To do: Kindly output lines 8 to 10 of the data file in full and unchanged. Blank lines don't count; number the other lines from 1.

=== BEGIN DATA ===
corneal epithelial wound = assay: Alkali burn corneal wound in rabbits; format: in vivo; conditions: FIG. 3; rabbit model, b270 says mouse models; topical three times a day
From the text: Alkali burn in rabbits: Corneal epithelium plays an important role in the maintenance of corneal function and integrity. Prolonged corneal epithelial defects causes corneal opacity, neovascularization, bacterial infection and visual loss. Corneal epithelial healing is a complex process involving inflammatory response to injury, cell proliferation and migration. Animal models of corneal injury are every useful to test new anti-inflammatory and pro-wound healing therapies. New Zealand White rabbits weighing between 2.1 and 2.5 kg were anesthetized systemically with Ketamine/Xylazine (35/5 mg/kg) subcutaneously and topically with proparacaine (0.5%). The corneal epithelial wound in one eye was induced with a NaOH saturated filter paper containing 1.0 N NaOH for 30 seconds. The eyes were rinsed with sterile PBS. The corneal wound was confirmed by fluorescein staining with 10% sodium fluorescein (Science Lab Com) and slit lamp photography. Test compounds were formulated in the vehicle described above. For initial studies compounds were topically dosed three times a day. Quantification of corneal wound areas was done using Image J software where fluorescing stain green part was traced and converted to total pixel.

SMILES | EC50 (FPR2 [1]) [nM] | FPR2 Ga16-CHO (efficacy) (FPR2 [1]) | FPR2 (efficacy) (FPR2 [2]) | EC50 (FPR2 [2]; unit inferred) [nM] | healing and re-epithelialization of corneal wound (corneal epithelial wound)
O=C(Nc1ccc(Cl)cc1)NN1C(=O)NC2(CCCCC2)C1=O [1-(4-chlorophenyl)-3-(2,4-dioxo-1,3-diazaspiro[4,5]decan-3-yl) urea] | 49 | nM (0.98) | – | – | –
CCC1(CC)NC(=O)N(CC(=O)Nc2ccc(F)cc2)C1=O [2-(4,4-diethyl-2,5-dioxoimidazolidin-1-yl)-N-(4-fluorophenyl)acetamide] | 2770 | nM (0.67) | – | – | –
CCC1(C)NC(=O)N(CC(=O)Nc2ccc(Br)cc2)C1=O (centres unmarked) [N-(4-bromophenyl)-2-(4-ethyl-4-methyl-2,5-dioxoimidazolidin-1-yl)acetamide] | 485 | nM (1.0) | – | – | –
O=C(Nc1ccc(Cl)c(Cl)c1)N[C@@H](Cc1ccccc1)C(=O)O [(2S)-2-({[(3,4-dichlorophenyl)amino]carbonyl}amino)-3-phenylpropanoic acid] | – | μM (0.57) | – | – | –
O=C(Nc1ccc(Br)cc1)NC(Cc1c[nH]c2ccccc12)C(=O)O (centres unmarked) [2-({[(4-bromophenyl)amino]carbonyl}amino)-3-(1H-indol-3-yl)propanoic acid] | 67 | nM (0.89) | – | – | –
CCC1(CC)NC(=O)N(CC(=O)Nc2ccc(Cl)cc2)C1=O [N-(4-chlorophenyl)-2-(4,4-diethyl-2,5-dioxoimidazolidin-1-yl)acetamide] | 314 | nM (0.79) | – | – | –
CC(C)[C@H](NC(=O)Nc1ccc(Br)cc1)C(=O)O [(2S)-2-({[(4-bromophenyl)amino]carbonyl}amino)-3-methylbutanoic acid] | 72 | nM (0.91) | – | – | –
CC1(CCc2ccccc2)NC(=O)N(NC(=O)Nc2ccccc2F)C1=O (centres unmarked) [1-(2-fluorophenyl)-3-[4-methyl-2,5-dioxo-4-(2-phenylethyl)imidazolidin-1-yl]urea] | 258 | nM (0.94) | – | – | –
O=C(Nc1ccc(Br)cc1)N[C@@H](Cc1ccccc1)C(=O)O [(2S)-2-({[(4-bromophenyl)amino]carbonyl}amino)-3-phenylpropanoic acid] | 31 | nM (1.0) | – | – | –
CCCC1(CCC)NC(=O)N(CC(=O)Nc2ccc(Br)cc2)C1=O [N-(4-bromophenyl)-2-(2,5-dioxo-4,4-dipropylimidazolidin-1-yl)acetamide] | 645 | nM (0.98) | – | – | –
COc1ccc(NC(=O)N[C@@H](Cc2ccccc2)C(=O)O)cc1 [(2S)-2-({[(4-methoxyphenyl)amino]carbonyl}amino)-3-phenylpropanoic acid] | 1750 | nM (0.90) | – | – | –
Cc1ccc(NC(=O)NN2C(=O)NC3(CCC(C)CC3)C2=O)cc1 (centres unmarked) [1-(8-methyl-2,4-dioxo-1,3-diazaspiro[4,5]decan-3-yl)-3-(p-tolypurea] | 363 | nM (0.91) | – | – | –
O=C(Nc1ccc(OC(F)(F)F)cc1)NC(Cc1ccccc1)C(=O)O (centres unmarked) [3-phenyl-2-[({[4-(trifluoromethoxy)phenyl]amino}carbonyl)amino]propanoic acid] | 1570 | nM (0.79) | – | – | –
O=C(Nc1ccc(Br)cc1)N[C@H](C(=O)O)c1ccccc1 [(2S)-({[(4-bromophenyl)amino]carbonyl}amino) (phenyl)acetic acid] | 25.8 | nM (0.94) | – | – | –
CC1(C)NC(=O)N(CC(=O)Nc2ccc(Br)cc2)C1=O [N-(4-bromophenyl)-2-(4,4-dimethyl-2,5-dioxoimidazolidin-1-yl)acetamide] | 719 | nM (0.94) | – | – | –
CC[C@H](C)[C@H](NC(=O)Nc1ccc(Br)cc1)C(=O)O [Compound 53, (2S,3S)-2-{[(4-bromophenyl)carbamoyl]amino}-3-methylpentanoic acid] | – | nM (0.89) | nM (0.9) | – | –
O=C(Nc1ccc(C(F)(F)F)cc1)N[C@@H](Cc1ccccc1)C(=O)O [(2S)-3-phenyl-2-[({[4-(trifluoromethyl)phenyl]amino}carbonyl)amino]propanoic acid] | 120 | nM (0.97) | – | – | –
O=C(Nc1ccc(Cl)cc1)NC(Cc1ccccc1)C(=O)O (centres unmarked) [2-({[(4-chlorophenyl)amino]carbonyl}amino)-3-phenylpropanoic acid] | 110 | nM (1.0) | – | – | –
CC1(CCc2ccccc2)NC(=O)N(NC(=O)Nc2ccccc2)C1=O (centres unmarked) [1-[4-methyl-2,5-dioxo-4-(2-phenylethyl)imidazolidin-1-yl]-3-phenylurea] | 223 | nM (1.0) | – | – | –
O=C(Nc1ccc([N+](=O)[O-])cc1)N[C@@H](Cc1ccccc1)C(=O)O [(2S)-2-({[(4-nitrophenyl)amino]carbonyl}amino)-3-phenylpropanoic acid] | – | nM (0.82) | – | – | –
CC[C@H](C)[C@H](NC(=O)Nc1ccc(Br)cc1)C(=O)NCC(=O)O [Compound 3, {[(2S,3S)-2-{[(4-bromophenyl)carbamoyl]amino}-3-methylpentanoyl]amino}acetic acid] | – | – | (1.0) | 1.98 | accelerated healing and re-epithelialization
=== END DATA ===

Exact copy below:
O=C(Nc1ccc(Br)cc1)NC(Cc1c[nH]c2ccccc12)C(=O)O (centres unmarked) [2-({[(4-bromophenyl)amino]carbonyl}amino)-3-(1H-indol-3-yl)propanoic acid] | 67 | nM (0.89) | – | – | –
CCC1(CC)NC(=O)N(CC(=O)Nc2ccc(Cl)cc2)C1=O [N-(4-chlorophenyl)-2-(4,4-diethyl-2,5-dioxoimidazolidin-1-yl)acetamide] | 314 | nM (0.79) | – | – | –
CC(C)[C@H](NC(=O)Nc1ccc(Br)cc1)C(=O)O [(2S)-2-({[(4-bromophenyl)amino]carbonyl}amino)-3-methylbutanoic acid] | 72 | nM (0.91) | – | – | –